In response to Greg Olear: June 19th
By denying black history in its gruesome detail, we deny ourselves our own amazing history. Thus, the history of the United States becomes a history of denial. But we have no choice. To go back and explain the reality of our history as intertwined with African and Native American history is to question the nature and quality of white American rule over this land. Why else would the African American Presidency of a man named Hussein elicit such an overreaction as a man named Trump? Ta-Nehisi Coats spells it out here.
Mitch McConnell and the final inning of the GOP are not behaving irrationally during this baseball-less summer. They know precisely what is at stake. This is their last stand.
If we tell the truth about our own history, we undermine every single piece of foundational propaganda and political fabrication that defined the previous century in America. That might be cathartic. It will certainly free this nation from the bond of guilt and allow it to emerge like South Africa from Apartheid, bruised and battered, but still free and still democratic. For much of our history, the differences between the American south and South Africa were merely cosmetic.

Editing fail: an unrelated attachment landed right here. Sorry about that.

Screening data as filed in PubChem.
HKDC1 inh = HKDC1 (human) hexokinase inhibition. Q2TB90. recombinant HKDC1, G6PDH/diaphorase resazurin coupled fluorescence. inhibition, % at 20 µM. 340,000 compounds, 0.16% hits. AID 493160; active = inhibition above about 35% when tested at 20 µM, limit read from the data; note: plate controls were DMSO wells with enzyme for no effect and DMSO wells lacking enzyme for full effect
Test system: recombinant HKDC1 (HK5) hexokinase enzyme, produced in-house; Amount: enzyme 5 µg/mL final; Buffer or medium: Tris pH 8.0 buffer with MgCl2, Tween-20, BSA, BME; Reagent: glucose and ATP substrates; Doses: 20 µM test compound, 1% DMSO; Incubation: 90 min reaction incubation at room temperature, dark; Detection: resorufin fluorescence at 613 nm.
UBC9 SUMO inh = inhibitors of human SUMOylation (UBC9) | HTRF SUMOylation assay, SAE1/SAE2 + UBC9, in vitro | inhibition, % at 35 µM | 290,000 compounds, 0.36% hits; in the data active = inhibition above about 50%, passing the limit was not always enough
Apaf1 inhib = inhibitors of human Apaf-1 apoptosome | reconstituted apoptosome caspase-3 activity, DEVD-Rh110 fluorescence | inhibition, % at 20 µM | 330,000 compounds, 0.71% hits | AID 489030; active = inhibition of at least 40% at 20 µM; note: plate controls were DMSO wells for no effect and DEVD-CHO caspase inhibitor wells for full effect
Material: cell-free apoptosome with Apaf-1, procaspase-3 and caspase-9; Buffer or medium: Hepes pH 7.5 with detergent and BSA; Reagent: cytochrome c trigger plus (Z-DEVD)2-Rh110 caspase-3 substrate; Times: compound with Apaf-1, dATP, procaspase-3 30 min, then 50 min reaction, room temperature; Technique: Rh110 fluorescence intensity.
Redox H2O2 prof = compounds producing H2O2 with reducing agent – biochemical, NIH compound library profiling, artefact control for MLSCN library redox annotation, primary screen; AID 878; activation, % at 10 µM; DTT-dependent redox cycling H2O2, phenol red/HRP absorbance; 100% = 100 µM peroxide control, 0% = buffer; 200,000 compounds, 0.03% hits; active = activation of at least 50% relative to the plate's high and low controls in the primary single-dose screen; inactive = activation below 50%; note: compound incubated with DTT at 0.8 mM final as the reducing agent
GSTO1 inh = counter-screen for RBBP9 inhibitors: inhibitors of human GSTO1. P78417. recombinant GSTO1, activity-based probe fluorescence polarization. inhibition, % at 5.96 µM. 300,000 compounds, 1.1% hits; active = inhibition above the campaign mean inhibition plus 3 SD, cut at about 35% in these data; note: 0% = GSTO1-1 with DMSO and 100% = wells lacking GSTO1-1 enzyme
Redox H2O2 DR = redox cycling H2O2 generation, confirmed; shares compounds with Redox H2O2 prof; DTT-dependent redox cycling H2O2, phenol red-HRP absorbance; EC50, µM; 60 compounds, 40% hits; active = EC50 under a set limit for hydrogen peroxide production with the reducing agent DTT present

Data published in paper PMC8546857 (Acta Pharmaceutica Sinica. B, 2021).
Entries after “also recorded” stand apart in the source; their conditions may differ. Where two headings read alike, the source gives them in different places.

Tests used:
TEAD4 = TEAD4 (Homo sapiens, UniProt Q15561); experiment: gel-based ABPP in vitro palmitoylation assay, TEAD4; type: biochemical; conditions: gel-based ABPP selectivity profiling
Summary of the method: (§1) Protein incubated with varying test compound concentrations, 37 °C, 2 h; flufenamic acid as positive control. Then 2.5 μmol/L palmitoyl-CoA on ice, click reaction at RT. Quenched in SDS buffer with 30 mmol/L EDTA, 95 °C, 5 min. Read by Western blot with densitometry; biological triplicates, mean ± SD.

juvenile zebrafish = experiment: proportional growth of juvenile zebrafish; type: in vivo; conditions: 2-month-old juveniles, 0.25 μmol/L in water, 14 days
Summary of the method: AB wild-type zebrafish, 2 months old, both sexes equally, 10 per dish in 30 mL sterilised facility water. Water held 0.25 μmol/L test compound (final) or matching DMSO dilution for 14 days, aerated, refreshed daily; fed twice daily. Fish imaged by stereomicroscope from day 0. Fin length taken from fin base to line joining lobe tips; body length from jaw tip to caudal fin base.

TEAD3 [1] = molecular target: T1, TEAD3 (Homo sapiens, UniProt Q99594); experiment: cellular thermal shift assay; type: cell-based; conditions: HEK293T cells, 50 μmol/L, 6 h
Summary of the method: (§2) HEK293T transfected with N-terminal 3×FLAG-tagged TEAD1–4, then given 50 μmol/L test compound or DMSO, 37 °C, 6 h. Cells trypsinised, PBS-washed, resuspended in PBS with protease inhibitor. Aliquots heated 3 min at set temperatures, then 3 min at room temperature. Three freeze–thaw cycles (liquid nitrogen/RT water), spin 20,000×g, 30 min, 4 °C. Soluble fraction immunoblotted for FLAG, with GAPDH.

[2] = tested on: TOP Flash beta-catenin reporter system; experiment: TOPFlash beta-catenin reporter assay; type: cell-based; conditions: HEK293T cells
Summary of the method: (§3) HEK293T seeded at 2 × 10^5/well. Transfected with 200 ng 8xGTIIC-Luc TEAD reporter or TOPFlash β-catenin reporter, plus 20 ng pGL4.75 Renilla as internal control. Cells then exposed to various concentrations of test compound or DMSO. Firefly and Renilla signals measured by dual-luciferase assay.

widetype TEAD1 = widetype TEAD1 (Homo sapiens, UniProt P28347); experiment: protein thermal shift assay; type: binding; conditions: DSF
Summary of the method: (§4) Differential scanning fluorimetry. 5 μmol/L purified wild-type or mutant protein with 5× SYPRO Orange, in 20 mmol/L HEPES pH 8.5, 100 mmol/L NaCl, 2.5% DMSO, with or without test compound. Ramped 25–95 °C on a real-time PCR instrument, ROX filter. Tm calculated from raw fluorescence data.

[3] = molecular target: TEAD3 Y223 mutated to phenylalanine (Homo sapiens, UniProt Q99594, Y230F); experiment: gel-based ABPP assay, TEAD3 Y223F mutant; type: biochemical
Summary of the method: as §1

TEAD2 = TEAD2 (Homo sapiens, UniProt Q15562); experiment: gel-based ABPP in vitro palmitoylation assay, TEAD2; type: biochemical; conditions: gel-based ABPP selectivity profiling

We don’t examine and live inside the richest aspects of our cultural history, our heritage, because we’d have to sanitize it into FUBAR. We don’t celebrate Jazz, the ONLY American artform that was born here and nowhere else. Why? The rest of the world does. Our musicians were royalty in Europe. Here, they were oddities at best, and not the icons they actually were.
We have to confront then embrace this journey of consciousness, but avoid censorship becoming the operational language of this moment; “woke-ing” out over all the things we must not say. America should instead focus on all the things it must say out loud.